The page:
Date created:10/2/03 Last modified:10/2/03 Maintained by: John Quiggin John Quiggin
The world is rapidly approaching a fork in the road, regarding the possibility of war with Iraq. As with real, rather than metaphorical, forks, there are three possible paths ahead. The first is one where war is avoided because the UN passes, and the Iraqi government complies with, a resolution demanding unfettered weapons inspections and the destruction of weapons of mass destruction. The second is one where Iraq defies or obstructs the UN, leading to an operation, with broad international backing, to overthrow Saddam Hussein. The third is one where the US, along with a few allies, launches an invasion of Iraq and, more generally, adopts a strong version of the 'Bush doctrine', in which unilateral pre-emption is the preferred response to perceived threats.
Until a couple of months ago, the third outcome seemed like a foregone conclusion, and it is still a strong possibility. There has been a lot of discussion of the military and geopolitical implications of the Bush doctrine. On the other hand, there has been relatively little discussion of the economic implications.
There have been a variety of estimates of the financial cost of implementing the Bush doctrine, but most have focused on the direct short-term costs of an operation similar to Desert Storm, which was estimated at about $US80 billion and lasted about three months. To be successful, unilateral pre-emption would require both the indefinite maintenance of occupation forces in Iraq and the creation of an expanded rapid deployment force.
The best available estimates suggest that successful implementation of the Bush doctrine would require deployment of 100Ê000 additional combat troops, essentially reversing the contraction of the armed forces that took place after the end of the Cold War. An equal number of armed forces support personnel and perhaps twice as many civilian support personnel would be needed. This suggests a cost of around $50 billion per year. Equipment would be equally costly, suggesting total additional expenditure of $100 billion per year.
This estimate, which seems plausible in the light of the Gulf War experience, is equal to 1 per cent of US GDP or around 25 per cent of current US defence expenditure. This is well within the financial capacity of the US economy, but, for a government which has both a growing budget deficit and a violent aversion to raising taxes, it presents a real financing problem. The old-fashioned idea that military spending would represent a beneficial Keynesian stimulus can be disregarded in these circumstances.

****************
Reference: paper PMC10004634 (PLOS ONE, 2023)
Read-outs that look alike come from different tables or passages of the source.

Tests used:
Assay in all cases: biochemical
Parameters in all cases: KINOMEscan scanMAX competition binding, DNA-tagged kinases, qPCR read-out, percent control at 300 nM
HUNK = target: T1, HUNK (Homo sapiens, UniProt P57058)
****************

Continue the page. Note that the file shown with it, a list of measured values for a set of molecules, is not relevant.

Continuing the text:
One response will undoubtedly be to require contributions in cash and kind from allies. In the case of the Gulf War, these contributions were so generous that, on some estimates, the US made a profit on the operation. That will not be the case this time around. On present indications, the only active supporters for a US pre-emptive strike on Iraq will be Britain and perhaps Australia.
The big danger is that the US will seek to use Iraqi resources to offset the costs of the invasion, thereby turning a war of liberation into an old-fashioned war of conquest. Lawrence Lindsey, economic advisor to President Bush has argued that a conquered Iraq could be induced to expand oil production and drive down the world price. The resulting savings in import bills would, he suggests, more than offset the cost of the war.
New York Times columnist William Safire has voiced a more extreme scenario circulating within the administration. A 'democratic' Iraqi government would, he asserts, repudiate Iraqi debts to, and contracts with, countries such as France and Russia that had failed to back the US with sufficient vigour and instead contract on favourable terms with the US and its allies.
Leaving aside the dangerous political implications, the economic consequences of these proposed policies would be disastrous. An expansion of Iraqi oil production would take years to organise. In the interim, OPEC would have every incentive to drive the price of oil to $40 a barrel and beyond.
The idea of debt repudiation is even worse. The US is not only the world's financial centre, but the world biggest debtor nation, with gross obligations running into the trillions. The suggestion that a US-controlled government should repudiate debts to score political points casts doubt on the credit of all debtors, not least the US itself. If a US invasion goes ahead, and this suggestion has not been scotched, holders of US government debt would be well advised to get out before the market as a whole wakes up to the economic implications of unilateral pre-emption.Professor John Quiggin is a Senior Research Fellow of the Australian Research Council, based at the Australian National University and Queensland University of Technology.
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